Three checklists for $125,000?

July 17th, 2009

Three checklists used for Apollo 11’s descent to the moon were expected to sell for $125,000 to $175,000 at a recent auction but they failed to sell. They are signed by Buzz Aldrin. reflector.com

Cuff checklist on the moon

July 17th, 2009

The Lunar and Planetary Institute’s website has a photo of an astronaut walking on the moon and using a checklist attached to the left arm of his spacesuit: lpi.usra.edu.

There’s a clearer, close-up pre-flight photo at nasa.gov and a photo in which the checklist is readable at nasa.gov. There’s a nice shot of Buzz Aldrin apparently using his cuff checklist at nasa.gov.

Perhaps we should try something similar on earth!

Avoiding Mistakes

March 29th, 2009

On the March 22nd CBS Sunday Morning show, Joseph Hallinan, the author of "Why We Make Mistakes," said that the best way to avoid mistakes is to use checklists (and get enough sleep and avoid doing more than one thing at a time).

Saving babies’ lives

January 26th, 2009

According to the February issue of Pediatrics, infant mortality rates attributable to accidental suffocation and strangulation in bed have quadrupled since 1984 for unknown reasons. I’ve updated the Babies checklist with additional steps to reduce the risks of Sudden Infant Death Syndrome.

Save tens of thousands of lives and $20 billion annually

January 15th, 2009

Another convert.

A report in the New England Journal of Medicine indicates that the use of a 19-step Surgical Safety Checklist reduced deaths from surgery by more than 40% in eight participating hospitals.

One of the report’s authors, Atul Gawande, says that use of the checklist in all hospitals could save tens of thousands of lives and $20 billon in medical costs each year. The checklist is said to only take two minutes to complete and is based on checklists used in the aviation industry.

The checklist is at Surgical Safety Checklist, and the full report is at New England Journal of Medicine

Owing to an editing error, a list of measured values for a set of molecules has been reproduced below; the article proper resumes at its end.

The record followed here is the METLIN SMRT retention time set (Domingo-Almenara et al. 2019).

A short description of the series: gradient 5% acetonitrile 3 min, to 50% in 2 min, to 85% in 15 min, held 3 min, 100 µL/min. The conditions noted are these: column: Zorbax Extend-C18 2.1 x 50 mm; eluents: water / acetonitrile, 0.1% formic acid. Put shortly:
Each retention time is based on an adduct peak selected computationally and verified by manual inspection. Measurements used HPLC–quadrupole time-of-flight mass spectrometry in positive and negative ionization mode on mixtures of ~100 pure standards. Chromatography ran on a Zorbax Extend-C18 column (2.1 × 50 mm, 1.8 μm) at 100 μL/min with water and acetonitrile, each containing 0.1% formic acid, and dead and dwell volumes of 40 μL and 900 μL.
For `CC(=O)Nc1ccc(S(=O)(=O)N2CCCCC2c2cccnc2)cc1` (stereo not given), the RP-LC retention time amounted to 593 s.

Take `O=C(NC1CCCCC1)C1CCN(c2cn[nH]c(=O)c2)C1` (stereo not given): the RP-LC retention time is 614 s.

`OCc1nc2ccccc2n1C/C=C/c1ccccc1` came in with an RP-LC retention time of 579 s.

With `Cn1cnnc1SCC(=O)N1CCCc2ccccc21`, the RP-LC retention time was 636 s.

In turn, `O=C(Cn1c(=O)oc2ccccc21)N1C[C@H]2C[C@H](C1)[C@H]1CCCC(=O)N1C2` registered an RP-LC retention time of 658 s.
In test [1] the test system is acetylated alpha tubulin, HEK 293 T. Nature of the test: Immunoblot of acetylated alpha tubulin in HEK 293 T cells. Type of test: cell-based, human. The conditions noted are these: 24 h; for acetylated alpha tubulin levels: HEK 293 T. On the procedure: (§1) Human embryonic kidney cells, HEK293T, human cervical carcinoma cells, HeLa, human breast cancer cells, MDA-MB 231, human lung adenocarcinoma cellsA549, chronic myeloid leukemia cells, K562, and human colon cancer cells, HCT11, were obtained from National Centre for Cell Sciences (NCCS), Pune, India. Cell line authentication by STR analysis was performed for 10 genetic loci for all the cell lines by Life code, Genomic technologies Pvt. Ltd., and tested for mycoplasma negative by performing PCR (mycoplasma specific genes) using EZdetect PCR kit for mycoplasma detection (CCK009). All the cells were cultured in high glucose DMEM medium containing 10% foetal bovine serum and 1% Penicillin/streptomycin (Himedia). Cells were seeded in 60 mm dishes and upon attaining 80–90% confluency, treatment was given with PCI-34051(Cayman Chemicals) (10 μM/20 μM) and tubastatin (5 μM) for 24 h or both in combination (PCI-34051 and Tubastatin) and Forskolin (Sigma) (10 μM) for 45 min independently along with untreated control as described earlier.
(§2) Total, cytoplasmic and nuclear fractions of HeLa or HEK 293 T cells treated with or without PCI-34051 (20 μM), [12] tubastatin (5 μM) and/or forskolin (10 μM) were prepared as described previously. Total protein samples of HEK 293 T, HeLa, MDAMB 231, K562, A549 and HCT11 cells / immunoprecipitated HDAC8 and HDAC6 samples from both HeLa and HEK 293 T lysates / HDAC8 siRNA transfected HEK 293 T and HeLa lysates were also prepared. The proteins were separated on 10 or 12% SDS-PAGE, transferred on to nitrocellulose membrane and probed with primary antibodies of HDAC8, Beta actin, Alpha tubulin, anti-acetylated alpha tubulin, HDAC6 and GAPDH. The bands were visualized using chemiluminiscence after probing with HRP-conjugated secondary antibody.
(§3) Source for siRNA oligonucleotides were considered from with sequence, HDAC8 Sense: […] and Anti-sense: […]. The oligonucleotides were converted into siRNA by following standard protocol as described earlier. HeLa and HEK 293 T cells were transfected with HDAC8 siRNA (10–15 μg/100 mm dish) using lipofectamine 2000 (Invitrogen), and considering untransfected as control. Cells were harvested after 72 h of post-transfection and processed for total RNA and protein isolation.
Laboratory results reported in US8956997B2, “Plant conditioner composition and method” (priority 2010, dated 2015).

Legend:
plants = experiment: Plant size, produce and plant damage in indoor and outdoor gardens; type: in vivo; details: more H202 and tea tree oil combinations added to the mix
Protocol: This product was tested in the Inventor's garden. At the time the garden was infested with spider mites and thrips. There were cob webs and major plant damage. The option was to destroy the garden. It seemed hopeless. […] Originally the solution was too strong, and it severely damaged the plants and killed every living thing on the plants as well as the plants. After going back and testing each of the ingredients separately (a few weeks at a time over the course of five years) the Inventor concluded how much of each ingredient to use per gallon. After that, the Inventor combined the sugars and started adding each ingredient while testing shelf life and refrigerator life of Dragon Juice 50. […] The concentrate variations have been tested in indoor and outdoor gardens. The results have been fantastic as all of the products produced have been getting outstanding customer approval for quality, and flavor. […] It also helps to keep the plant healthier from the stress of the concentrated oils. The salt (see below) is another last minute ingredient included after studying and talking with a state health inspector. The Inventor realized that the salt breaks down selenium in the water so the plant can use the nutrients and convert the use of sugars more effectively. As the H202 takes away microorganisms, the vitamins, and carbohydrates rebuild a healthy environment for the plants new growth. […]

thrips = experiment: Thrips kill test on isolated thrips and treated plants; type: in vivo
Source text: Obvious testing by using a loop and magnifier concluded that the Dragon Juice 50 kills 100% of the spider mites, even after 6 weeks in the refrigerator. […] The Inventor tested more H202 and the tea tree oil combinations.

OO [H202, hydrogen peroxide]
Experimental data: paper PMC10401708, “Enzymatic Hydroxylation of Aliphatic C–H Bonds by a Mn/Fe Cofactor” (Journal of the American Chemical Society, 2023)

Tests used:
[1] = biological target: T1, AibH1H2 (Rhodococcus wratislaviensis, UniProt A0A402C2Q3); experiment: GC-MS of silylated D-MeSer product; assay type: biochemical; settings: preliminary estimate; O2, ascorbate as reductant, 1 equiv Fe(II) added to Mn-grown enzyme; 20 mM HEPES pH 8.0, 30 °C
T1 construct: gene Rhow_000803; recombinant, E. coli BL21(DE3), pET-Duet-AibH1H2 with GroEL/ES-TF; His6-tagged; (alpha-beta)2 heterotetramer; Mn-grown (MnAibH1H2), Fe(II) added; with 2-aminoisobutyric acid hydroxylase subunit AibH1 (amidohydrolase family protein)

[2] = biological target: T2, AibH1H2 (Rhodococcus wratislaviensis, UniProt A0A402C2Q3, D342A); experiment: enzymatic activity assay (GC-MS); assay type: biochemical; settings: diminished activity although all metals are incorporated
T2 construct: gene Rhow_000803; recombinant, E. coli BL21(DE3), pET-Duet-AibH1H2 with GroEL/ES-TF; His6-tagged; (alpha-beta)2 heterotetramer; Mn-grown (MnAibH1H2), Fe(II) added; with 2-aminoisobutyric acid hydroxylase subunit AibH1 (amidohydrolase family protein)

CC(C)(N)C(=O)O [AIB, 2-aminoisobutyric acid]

Checklist in space

November 23rd, 2008

Here’s a photo of a checklist being used in space:

Checklists Day

October 30th, 2008

I propose that October 30th be celebrated as Checklists Day.

It’s widely accepted that the first significant aviation checklist (and the first checklist of any type that I’ve been able to find evidence of) was inspired by a tragic mishap on this day in 1935. On October 30, 1935, the Model 299 prototype for the Boeing B-17 Flying Fortress crashed during takeoff at Wright Field in Dayton, Ohio. The cause of crash was identified as a gust lock that was still engaged. After the mishap, a group of pilots looked for a way to prevent future "pilot error" mishaps. They came up with checklists for takeoff, flight, before landing and after landing. Boeing delivered 12 of the aircraft to the Air Corps and they flew 1.8 million miles without a serious mishap.

I don’t think it’s a coincidence that on October 30, 2007, a U.S. Patent was issued for a checklist system to broadcast checklist items.

(April 12, 2009: New page about Checklists Day added at Checklists Day)

Roller skating without a checklist

October 30th, 2008

I used to think that I got my passion for checklists from being a Navy pilot but after watching the video of me trying to learn how to roller skate, I think I might have been figuring out even then that there must be a better way.

The new Checklists.com

October 30th, 2008

We are very excited to be relaunching Checklists.com. I first launched Checklists.com over eight years ago (May 26, 2000) and I hadn’t had a chance to change the site much since then but Matt developed a strong interest in web site design a few years ago and agreed to rework the site. This redesign is very significant. Users will be able to find useful checklists very easily and everyone will have an opportunity to improve the checklists for the common good.

I believe that checklists can very significantly improve the lives of people around the world. We live in a time when life is often hectic, confusing and overwhelming. They can help you avoid early death, injuries, frustrations and disappointments, and, they can help you create, and take advantage of, opportunites for a better life. Checklists can help you take care of things so you can relax and enjoy life. They can help give you peace of mind.

We hope you will embrace this opportunity to help create a resource which compiles lessons learned and makes them very accessible to everyone in an easy-to-use format. Please let us know if you have any suggestions for improving the site’s content and/or functionality.

Explore and enjoy!